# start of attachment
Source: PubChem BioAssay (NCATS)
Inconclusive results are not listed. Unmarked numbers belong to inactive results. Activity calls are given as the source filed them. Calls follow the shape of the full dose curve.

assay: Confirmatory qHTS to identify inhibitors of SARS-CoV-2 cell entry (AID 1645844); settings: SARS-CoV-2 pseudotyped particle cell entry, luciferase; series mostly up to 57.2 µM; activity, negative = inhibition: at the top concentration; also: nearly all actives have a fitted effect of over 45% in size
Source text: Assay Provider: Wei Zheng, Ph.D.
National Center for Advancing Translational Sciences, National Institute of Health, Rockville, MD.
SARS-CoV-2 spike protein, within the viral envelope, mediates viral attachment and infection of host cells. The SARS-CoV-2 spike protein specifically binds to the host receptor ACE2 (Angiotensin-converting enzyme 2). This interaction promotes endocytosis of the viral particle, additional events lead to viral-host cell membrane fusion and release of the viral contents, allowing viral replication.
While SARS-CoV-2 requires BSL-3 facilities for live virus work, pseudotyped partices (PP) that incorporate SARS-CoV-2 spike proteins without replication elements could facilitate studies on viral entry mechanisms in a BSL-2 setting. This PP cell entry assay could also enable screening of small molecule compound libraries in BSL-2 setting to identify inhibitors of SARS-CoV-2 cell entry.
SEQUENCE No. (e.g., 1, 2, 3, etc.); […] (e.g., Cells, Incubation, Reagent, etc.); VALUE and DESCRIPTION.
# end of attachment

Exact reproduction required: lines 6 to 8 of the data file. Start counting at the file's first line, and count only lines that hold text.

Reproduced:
SARS-CoV-2 spike protein, within the viral envelope, mediates viral attachment and infection of host cells. The SARS-CoV-2 spike protein specifically binds to the host receptor ACE2 (Angiotensin-converting enzyme 2). This interaction promotes endocytosis of the viral particle, additional events lead to viral-host cell membrane fusion and release of the viral contents, allowing viral replication.
While SARS-CoV-2 requires BSL-3 facilities for live virus work, pseudotyped partices (PP) that incorporate SARS-CoV-2 spike proteins without replication elements could facilitate studies on viral entry mechanisms in a BSL-2 setting. This PP cell entry assay could also enable screening of small molecule compound libraries in BSL-2 setting to identify inhibitors of SARS-CoV-2 cell entry.
SEQUENCE No. (e.g., 1, 2, 3, etc.); […] (e.g., Cells, Incubation, Reagent, etc.); VALUE and DESCRIPTION.